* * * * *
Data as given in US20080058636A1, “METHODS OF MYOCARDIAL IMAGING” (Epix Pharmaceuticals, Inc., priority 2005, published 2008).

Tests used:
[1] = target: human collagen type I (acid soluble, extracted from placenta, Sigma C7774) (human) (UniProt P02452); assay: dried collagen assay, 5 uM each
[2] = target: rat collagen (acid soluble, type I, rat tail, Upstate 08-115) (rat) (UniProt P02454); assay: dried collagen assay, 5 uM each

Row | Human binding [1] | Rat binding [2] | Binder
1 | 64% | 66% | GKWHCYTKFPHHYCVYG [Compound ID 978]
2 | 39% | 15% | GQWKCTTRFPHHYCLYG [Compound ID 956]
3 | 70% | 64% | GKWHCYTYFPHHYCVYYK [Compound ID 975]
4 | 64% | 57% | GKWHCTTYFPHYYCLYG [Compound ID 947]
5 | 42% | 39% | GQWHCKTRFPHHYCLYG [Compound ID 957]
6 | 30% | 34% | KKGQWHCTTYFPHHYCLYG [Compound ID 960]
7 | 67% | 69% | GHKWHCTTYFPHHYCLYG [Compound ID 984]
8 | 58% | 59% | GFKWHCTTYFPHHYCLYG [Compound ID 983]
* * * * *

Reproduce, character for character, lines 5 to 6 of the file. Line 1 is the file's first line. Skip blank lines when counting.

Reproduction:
Row | Human binding [1] | Rat binding [2] | Binder
1 | 64% | 66% | GKWHCYTKFPHHYCVYG [Compound ID 978]